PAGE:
Berlin beginnings [Emma Kennedy, Freie Universität Berlin]

Picture the scene: it’s Sunday and the streets are empty, the shops deserted and the atmosphere is calm and sleepy because everything in Germany is closed on a Sunday, right? Well, not in Berlin.

Though I have been reassured that the city is definitely quieter on a Sunday, there was an unmistakeable buzz on the day I arrived. I felt it as soon as the seamless public transport delivered my sister and I into Friedrichshain (the district I’ll be living in) with ease. Every street seemed alive with all kinds of different people and a hotchpotch of different buildings. It has a large, open feel to it, very different from the clipped and uniform streets of Edinburgh. Friedrichshain, certainly lived up to its reputation of being diverse and arty.

On that note, one of the first things that struck me about Berlin was the abundance of graffiti. It’s everywhere but it’s not the ‘Dazzo wiz ere’ variety that stains the buildings in Britain; some the graffiti here is worthy of an art gallery, lovingly inked onto the walls in a way which enhances many of the buildings and definitely doesn’t make me want to reach for a bottle of paint stripper.

I’m also seriously impressed by the beautiful warm weather here. I got off the plane wearing a jumper, a large winter coat and a thick scarf (wearing half of my clothes = two fingers up to Ryanair’s pitiful 15kg luggage limit) – I’d been warned about the bitterly cold winters in Berlin. But yesterday was mild and sunny, which made doing boring things like unpacking more bareable.

Shortly after my sister and I arrived at my new flat (4 floors up and my room has a balcony, which I was very pleased about), my flatmate took us to Flohmarkt am Mauerpark, a fleamarket around 30 mins away on the S-Bahn. It was certainly different to anything I’d ever been to before – hundreds and hundreds of stalls with people selling anything from handmade jewellery to used underwear(!). I left with a mirror, feeling very smug that I’d managed, in a mixture of German and English, to haggle the price down from 8€ to 6€, until my flatmate informed me that most things can actually be haggled down to half price or less, and I’d get the hang of this eventually. Oh well, you can’t win ’em all.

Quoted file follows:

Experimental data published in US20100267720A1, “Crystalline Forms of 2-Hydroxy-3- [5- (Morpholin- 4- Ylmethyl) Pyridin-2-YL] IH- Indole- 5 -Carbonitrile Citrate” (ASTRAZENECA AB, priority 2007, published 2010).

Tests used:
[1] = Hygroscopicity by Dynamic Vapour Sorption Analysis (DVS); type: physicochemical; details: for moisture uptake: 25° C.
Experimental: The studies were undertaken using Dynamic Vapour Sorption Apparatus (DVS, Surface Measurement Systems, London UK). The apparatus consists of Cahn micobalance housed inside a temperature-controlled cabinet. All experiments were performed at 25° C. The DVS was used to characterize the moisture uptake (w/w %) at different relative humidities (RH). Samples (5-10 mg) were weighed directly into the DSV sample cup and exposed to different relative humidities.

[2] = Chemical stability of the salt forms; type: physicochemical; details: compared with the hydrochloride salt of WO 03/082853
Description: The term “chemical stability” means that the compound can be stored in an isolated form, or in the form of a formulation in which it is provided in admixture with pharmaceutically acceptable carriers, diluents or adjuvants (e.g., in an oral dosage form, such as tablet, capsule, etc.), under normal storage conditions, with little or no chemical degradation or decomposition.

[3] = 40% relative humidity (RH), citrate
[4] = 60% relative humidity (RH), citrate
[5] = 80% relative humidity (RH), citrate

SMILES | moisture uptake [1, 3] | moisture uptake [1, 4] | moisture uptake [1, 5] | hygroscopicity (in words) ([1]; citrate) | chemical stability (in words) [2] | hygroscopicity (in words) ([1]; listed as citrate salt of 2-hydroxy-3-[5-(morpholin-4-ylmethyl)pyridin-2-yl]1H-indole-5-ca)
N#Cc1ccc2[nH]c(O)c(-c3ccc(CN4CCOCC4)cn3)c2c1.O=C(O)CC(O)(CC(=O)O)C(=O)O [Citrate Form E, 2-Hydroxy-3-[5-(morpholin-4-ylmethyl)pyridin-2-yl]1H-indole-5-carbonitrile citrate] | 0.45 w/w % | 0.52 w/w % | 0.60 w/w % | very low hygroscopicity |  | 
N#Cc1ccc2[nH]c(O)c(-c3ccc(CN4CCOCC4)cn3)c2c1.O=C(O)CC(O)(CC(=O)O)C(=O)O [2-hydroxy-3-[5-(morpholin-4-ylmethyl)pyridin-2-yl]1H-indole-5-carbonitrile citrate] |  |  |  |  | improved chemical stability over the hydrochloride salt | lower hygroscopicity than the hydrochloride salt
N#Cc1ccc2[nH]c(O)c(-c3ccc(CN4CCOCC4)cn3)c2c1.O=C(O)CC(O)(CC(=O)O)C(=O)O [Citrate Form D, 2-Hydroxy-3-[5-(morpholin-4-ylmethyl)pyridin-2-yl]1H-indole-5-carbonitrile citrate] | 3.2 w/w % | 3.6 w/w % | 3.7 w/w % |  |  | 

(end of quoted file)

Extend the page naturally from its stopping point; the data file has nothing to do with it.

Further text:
Another (somewhat obvious) observation: bikes are everywhere. People of all ages ride around the city, with bikes being given the same importance as cars on the road. It’s very different to the UK. Seeing so many bikes around the place has made me desperate to get my own, which I will hopefully be able to do once I get my bearings. I have also seen a man riding a unicycle as if it’s the most normal thing in the world, and two people who ran onto the road as the pedestrian crossing turned green and gave a mini juggling show for the waiting traffic (maybe it was circus day and nobody told me?). I got my first taste of flirting, German-style, too, as a man walked past my sister and described her to his friend as his “future wife”. Quite an original effort, I thought. No lederhosen sightings yet though, but I’ll keep my eyes peeled.

In summary, Berlin seems to be fabulous so far. The only downside: I spent my first night in the city sleeping in a sort-of bed, consisting of two camping mattresses, a coverless duvet and no pillow. I’ve now purchased a pillow, although the issue of the non-existant bed is still to be addressed. Hopefully this can be sorted out in a few days, though. Once my sister leaves, my plan is to explore, sort things out and just spend a few more days getting used to the excitement and strangeness of Berlin before classes begin on October 12th.

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